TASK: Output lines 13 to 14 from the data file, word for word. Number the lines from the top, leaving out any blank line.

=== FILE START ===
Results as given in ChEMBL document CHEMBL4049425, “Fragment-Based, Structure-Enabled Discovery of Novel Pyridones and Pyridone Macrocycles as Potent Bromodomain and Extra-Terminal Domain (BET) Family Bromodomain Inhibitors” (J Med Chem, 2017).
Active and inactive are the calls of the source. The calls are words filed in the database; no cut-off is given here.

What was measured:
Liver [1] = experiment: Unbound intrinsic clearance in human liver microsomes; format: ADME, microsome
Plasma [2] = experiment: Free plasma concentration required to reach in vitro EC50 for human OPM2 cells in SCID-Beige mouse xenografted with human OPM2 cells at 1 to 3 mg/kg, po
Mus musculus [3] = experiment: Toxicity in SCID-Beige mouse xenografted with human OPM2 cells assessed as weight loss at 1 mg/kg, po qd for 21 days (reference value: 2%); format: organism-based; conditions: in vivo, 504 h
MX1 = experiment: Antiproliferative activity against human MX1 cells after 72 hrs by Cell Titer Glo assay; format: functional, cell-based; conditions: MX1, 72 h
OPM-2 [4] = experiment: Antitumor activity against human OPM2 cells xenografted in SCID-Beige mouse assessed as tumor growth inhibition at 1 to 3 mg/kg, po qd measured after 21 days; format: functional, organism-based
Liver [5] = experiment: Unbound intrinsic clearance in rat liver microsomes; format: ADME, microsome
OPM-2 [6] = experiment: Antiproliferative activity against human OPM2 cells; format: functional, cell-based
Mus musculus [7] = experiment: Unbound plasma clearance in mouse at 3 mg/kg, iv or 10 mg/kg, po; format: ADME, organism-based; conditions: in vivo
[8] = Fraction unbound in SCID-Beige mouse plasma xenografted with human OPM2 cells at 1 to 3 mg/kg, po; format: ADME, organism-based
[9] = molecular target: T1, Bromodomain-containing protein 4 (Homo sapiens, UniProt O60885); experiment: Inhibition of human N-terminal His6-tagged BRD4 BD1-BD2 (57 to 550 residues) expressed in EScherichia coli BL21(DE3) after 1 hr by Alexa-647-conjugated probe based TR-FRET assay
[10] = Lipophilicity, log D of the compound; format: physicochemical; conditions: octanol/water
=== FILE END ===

[9] = molecular target: T1, Bromodomain-containing protein 4 (Homo sapiens, UniProt O60885); experiment: Inhibition of human N-terminal His6-tagged BRD4 BD1-BD2 (57 to 550 residues) expressed in EScherichia coli BL21(DE3) after 1 hr by Alexa-647-conjugated probe based TR-FRET assay
[10] = Lipophilicity, log D of the compound; format: physicochemical; conditions: octanol/water